Left Bank is so much more than a standard horror movie that when it starts its slowburn stomp toward a truly crackerjack ending, we tend to distrust the pacing. Few fright films use deliberate moments of silence and inactivity as a means of creating menace, especially in the newfangled formula in which everything scary is supposed to be over the top, action packed, and hyperactive. Instead, Van Hees hopes we will buy into the blatant David Lynchian nods, the sequences of dream logic surrealism that evoke something other than shivers. Indeed, if it wasn’t for the obvious last act macabre, narrative fusing the modern with the mythic to create a visceral creepshow callback, we’d swear this was some manner of Inland Empire riff. There are shots here that instantly recall the clinically controlled approach of Kurbrick, the Coens, and of course, the aforementioned Midwestern madman himself.

It’s also interesting the way Van Hees misdirects the audience. When we think of horror, we automatically assume diabolical or disturbing ends. But Left Bank may not be asking for our concern. Instead, we could be dealing with a question of implied perception. We hear words like “sacrifice” and “underworld”, see situations in which other characters appear terrified and tormented, we see a leg injury turn gangrenous and oozing, and we instantly sense something sinister. But all throughout this amazing movie, Van Hees never goes for the throat. Instead, he keeps things ambiguous, baiting the viewer with portents both evil and evocative. If we are to believe Bobby, if we listen very carefully to everything he has to say, the fate of those introduced to cellar 51 might not be all that bad - at least, within the context of what we usually associate with the realm of fear.

The cultural differences also make Left Bank compelling. The entire subplot involving Marie’s running career is very interesting, giving us insights into the character that otherwise might be missing from the narrative. Indeed, it reflects on her health food store managing mother, her overly friendly coach, and the oddly detached doctors who treat any injury like a combination of calamity and inconvenience. Superstition also rears its illogical head, residents of the apartment complex responding in oddball ways when they learn of its potential history. There’s even a small amount of socio-economic commentary at play, Bobby’s Russian buddies clearly illustrating the growing connection between Eastern Europe and Asia. That they also act both aggressive and subservient to the situation at hand offers its own clever conclusions.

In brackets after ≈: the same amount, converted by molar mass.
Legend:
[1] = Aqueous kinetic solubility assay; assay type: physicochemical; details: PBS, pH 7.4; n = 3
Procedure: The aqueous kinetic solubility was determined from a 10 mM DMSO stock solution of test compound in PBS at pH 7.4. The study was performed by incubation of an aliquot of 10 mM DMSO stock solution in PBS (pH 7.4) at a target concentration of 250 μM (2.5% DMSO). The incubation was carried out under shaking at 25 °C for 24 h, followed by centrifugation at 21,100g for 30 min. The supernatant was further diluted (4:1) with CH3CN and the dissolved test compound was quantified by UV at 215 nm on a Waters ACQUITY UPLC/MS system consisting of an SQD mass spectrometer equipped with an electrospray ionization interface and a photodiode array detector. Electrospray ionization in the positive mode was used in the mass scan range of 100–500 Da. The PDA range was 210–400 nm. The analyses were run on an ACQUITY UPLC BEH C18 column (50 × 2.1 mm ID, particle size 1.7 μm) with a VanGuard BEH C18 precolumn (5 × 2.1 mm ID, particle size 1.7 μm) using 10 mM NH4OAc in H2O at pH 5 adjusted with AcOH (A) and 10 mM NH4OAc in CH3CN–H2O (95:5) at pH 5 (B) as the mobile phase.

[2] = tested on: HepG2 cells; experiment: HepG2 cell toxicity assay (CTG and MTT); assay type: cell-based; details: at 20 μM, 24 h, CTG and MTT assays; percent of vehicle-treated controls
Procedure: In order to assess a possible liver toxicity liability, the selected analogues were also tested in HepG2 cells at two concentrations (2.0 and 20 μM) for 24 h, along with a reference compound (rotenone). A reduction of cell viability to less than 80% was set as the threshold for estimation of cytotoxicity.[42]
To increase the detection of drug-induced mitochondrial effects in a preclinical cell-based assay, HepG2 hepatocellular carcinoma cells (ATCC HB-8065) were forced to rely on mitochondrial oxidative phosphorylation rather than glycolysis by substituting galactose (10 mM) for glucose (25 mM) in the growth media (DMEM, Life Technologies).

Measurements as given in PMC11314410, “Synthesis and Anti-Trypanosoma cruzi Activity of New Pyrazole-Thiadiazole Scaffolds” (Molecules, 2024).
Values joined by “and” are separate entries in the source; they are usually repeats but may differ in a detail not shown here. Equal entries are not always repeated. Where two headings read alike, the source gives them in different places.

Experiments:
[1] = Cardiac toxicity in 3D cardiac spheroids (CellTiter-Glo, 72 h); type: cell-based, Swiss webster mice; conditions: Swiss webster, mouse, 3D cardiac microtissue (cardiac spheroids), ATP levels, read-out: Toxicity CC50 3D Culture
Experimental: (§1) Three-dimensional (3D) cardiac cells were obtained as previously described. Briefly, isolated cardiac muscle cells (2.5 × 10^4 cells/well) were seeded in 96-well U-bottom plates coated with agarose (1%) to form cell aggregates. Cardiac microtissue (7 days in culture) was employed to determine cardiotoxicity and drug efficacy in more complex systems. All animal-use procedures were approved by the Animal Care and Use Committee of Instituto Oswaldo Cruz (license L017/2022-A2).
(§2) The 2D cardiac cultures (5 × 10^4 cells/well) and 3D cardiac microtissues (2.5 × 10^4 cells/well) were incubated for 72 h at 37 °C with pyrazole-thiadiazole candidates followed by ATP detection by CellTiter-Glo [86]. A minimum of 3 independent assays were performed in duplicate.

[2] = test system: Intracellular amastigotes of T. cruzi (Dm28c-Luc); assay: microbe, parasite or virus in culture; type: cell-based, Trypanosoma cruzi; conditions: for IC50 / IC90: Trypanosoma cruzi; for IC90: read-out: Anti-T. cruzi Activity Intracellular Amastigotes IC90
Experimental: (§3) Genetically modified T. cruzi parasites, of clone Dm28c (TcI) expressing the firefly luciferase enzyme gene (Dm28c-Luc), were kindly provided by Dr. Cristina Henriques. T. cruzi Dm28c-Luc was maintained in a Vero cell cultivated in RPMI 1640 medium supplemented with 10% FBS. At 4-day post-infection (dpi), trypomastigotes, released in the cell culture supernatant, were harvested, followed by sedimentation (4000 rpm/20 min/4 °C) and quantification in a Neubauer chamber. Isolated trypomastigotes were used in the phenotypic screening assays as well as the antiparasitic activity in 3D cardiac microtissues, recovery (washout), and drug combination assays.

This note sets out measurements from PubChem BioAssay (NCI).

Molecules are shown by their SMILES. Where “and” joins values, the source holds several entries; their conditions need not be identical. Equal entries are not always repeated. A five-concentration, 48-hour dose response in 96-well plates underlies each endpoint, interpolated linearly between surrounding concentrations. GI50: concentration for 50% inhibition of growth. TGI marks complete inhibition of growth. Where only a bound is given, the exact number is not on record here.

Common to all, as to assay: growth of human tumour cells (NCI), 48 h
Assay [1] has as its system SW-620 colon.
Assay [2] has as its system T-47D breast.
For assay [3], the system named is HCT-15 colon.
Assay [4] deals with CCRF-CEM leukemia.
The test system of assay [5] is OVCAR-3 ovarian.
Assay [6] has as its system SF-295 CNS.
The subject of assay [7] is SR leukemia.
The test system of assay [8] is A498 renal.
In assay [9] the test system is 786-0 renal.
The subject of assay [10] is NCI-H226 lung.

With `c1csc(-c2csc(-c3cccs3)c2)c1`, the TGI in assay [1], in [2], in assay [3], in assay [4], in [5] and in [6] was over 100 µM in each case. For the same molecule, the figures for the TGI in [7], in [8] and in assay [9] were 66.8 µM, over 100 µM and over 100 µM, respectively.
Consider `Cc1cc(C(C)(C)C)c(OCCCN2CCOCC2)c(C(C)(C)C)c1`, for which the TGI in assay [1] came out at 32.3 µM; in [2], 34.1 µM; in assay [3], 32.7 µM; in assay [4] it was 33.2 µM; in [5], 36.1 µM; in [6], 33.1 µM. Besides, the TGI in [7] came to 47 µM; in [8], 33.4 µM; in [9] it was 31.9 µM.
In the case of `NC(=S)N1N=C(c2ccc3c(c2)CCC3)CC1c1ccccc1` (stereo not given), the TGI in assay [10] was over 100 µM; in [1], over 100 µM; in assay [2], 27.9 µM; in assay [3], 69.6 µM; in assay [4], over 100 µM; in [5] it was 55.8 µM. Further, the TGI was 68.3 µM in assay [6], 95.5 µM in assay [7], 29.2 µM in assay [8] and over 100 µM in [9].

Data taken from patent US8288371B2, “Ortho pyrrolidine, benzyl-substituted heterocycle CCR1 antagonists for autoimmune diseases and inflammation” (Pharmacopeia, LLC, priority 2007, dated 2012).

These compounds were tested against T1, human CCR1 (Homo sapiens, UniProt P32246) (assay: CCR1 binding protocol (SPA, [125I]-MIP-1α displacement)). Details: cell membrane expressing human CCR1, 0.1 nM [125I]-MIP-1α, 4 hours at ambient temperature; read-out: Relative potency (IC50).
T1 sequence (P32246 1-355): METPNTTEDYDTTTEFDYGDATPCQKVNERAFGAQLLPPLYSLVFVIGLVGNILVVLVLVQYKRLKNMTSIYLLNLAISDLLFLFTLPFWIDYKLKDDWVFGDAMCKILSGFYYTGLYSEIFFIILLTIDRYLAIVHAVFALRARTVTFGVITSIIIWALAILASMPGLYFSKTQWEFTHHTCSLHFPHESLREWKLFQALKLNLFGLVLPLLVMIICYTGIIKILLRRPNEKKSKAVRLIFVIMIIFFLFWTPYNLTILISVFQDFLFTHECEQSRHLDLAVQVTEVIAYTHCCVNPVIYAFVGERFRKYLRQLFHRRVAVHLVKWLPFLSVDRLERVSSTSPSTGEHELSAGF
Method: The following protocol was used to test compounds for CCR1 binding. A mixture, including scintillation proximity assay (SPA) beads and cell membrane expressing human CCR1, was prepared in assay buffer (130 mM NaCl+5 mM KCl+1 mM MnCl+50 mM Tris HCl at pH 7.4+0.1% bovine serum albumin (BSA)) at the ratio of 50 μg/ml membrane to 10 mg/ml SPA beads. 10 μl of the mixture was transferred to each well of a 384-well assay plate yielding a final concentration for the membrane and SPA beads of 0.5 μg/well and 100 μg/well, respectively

Like other knowing foreign fright films, Left Bank definitely lets us in slowly and methodically. We are never overwhelmed with information, even when Van Hees turns up the trickery to add some artistic flourishes (the party scenes, complete with superbly spastic camera movements, really amplify the dread). There are many unanswered questions here - why is Marie’s father so unimportant to the story? Why did Hella disappear if our heroine was always the “target”? What is the significance of the files in the archery guild (except, perhaps, to act as a shout out to The Shining)? And when Marie finally understands her fate, what is confronting her and why does it seem so…apathetic? It’s mysteries like these that make Left Bank so intriguing. It allows a viewer to bring their own interpretation to the mix, making as much sense (or as little) out of Van Hees’ designs as possible.

In the end, Left Bank will probably be unfairly judged for its lack of gore, understated approach, and often indecipherable conceits. But when something is this moody, this given over to gorgeously composed shots of sinister inference, a lack of blood or believability is a minor complaint at best. Pieter Van Hess has created a thriller that seeps under your skin, that shocks you with its nonconformity to the written rules of terror. Instead, what we end up witnessing is one girl’s chance at a second life - albeit one drenched in the pagan beliefs of centuries gone by. How that fits within the facets of modern metropolitan life in today’s Belgium is what this movie is really driving at. As with many movies made outside the US, it’s a battle between the ways of the past and the wants of now. How said struggle ends is what give something like Left Bank its power - and its ability to unnerve.